Cayman Islands Leads International Gold Smuggling Investigation
GEORGE TOWN, Cayman Islands, Monday July 22, 2019 – Authorities in the Cayman Islands are leading a money laundering investigation with the assistance of the United Kingdom’s National Crime Agency (NCA), following the seizure of gold worth around £4 million (US$4.9 million).
The gold was seized by the NCA as part of an international investigation into a suspected South American drugs cartel.
Officers from the UK’s Border Force, acting on intelligence from the NCA, moved in to detain the shipment at Heathrow on June 1. The gold was being transported from the Cayman Islands to Switzerland, having earlier been shipped to the British Overseas Territory on a private jet from Venezuela.
The bars and pieces of gold, which together weigh around 104 kilos, have been seized under the Proceeds of Crime Act, following a hearing at Uxbridge Magistrates in London.
NCA Heathrow branch commander, Steve McIntyre, said: “We believe that this shipment was linked to drugs cartels operating out of South America. Working with partners overseas and in the UK we were quickly able to identify it and stop it’s onward movement.
“The business model of many organized crime groups relies upon the ability to move money across borders, to fund further investment in criminal activity. If we can stop that it not only causes disruption to the criminal network involved and prevents them benefiting from crime, it also stops that re-investment.”
Nick Jariwalla, Border Force Heathrow Director, added that taking large amounts of money or gold out of the control of criminal networks hits them where they feel it most – in the pocket.
“This was a substantial seizure and demonstrates how effectively Border Force works with law enforcement partners, both at home and abroad, to combat organised crime,” he said.
Construction of 603-Room Ramada in St Kitts on Schedule for September Opening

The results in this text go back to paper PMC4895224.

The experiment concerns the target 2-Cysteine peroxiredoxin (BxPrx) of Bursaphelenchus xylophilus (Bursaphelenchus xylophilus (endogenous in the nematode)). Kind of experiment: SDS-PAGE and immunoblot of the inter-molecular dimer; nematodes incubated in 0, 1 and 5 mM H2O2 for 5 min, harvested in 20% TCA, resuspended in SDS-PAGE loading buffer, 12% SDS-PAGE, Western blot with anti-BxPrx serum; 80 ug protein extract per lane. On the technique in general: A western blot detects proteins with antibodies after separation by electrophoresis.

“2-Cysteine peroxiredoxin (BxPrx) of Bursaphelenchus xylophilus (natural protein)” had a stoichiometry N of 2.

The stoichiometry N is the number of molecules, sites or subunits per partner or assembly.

BASSETERRE, St Kitts, Thursday July 18, 2019 – Hotel development company Caribbean
Galaxy Real Estate Corporation says construction of the second phase of the Ramada
Hotel in White Gate is proceeding rapidly and the facility is on track for its
September grand opening.
Phase II of
the project is increasing the size of the hotel from 273 to 603 rooms. The
completed facility will comprise 19 structures housing a luxury clubhouse,
garden villas, spa villas, condos, a swimming pool, a state-of-the-art gym, and
a spa. In addition, there will be a restaurant, pavilions and a water park.
Dr Timothy Harris said the number of people employed in the twin-island
federation will significantly increase as the hotel is staffed for its opening.
He said the spin-off activities generated by the new Ramada Hotel are expected to open up opportunities for tour guides, taxi operators, dining establishments, craft vendors and shops.
At the recent Caribbean Investment Summit, the Prime Minister said investment agents from countries around the world were “amazed at the high-quality infrastructure on St. Kitts and Nevis and the progress being made on major projects in the Federation.”
CARICOM Commission On the Economy Re-Established
BRIDGETOWN, Barbados, Thursday July 18, 2019 – CARICOM has re-established a
CARICOM Commission on the Economy, with Special Envoy to the Prime Minister of
Barbados on Investment and Financial Services, Professor Avinash Persaud,
returning as its chairman.
Ambassador to CARICOM, David Comissiong said that Professor Persaud presented
an interim report at the recent 40th Regular Conference of CARICOM Heads of
Government in St Lucia, that gave broad outlines on how the commission
identified the problems facing the region, and what solutions they believed
were appropriate for economic development.
Persaud was very clear that we now have to pursue a people-centred
developmental model, where the emphasis will have to be on education, skills
and innovation. He was very clear that we have to take concrete measures to
solve the problems of intra-regional transport, [and] freight, as well as
people. And the fundamental thinking of the commission is that we have to
create greater access,” he said.
he used, or the central word was…’access for our people’. Our people must have
enhanced access to financial resources; enhanced access to the banking system,
to education, to training, to health services; [and] access to every
citizen. We must now, in going forward,
pursue a people-centric developmental model
based around the idea that we must enhance access of the individual
citizen to education, to entrepreneurial [and] financing opportunities; access
in ownership of wealth, [and] access in every dimension.”
is expected to report in six months, with a fully fleshed out action plan based
on those broad principles.
Last year, CARICOM Heads of Government reconstituted a high-level commission on the economy led by Professor Persaud of Barbados, comprising experts with regional and international reputations to help CARICOM craft a new economic developmental strategy, and to break the syndrome of low growth and economic stagnation that many member states have been experiencing since the onset of the global economic crisis in 2008.
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